The point at issue is this: 'If Bowman devised to his widow his residuary estate in fee subject to the trust during her lifetime, then it became part of her estate, and all federal estate taxes and state inheritance taxes thereon are payable as directed in the second clause of her will out of the proceeds of her farm and are borne by Edward Bassett and Julius Clark. If Bowman gave his widow only the power of appointment and its exercise is embraced in the third clause of her will, then the class of devisees named therein (his nieces and nephews and her nieces and nephews) are to be regarded as appointees and their legacies are chargeable with the estate and inheritance taxes. The amount involved is around $30,000.

The circuit court adjudged as a declaration of rights: (1) The widow received from her husband the net income from the trust established by him during her life together with a power of appointment or of disposition by her will of the remainder interest, and she had exercised the power by directing it to be equally divided among his and her nieces and nephews. (2) It was the intention of the testatrix to provide for the payment of the estate and inheritance taxes chargeable against her individual estate and the costs of administering it, but it was not her intention to provide for the payment out of her individual estate of such taxes levied on her husband's estate or costs of administering it, and same are payable out of the funds devised the two groups of beneficiaries named in the third clause of her will. (3) It was further held that a previous judgment pleaded is not res adjudicata of the questions involved in the present suit. The Bank & Trust Company as trustee and executor of both wills, and the residuary beneficiaries prosecute an appeal.

The pleadings became rather complicated. The case was referred to the Master Commissioner 'to hear proof and to report on all matters of law and fact.' No proof was heard but the Commissioner filed an opinion construing the two wills and finding that the estate and inheritance taxes on the W. R. Bowman estate were chargeable against his and Mrs. Bowman's nieces and nephews as appointees of a power. He further reported the controversial questions relative to a proper accounting of the Union Bank and Trust Co., as executor of both wills and trustee under Mr. Bowman's will, could not be decided until proof had been taken, and those questions were reserved. The court construed the wills in the same way, confirmed the report, and entered judgment accordingly.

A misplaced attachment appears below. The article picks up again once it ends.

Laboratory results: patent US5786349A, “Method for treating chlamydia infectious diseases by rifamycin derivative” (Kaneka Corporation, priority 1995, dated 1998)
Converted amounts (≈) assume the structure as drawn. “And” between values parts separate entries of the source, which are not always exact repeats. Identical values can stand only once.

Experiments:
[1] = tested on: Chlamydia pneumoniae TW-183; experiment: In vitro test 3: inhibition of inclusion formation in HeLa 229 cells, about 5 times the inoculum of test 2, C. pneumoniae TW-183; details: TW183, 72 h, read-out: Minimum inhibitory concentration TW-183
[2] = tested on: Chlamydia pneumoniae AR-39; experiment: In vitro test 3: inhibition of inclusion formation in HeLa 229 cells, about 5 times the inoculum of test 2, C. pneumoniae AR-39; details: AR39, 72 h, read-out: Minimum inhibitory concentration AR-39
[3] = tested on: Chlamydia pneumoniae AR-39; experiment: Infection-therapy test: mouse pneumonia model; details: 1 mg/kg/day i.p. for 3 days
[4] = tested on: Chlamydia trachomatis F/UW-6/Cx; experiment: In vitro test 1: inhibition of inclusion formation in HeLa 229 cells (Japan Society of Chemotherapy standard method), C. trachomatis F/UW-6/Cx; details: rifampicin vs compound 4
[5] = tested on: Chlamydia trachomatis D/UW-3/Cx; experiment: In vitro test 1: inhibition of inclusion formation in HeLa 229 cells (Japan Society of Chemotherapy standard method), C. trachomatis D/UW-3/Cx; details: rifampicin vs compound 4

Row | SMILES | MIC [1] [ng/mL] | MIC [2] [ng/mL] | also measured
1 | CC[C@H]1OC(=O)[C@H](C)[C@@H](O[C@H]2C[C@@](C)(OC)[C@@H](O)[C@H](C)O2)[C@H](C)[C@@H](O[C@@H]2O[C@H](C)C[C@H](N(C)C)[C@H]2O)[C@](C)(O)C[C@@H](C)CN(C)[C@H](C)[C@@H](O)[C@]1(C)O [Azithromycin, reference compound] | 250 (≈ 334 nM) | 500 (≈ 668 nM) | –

The appellants contend the Commissioner's report should not have been confirmed without proof having been heard and that this court should decline to make a final declaration of rights upon the pleadings alone, as did the chancellor, and should remand the case that evidence may be presented (1) as to the conditions surrounding the testator and testatrix pertaining to the execution of the two wills, that they may be properly interpreted in the light thereof; (2) the correctness of the settlements which have been tendered; and (3) from what sources and by whom the taxes, costs, etc. should be paid. The appellants also insist that if the court should be in doubt as to the meaning and effect of the agreed judgments pleaded in bar, we should remand the case for proof to clarify the orders.

We pass the question of waiver of the right to an order of remand by the circuit court and now by this court because of the appellants' participation in the proceedings before the Commissioner without having offered to take the proof.

We think no evidence was competent or necessary concerning the situation of the testator and testatrix. It seems sufficiently shown in the pleadings. They were first cousins. The ambiguities in the wills are patent and not latent. Parrott v. Crosby, 179 Ky. 658, 201 S.W. 13; Daniel v. Tyler's Ex'r, 296 Ky. 808, 178 S.W.2d 411. The sources for payment of the taxes and liability therefor are determinable by the construction of the wills. The correctness of the settlements filed by the trustee and executor was reserved by the ...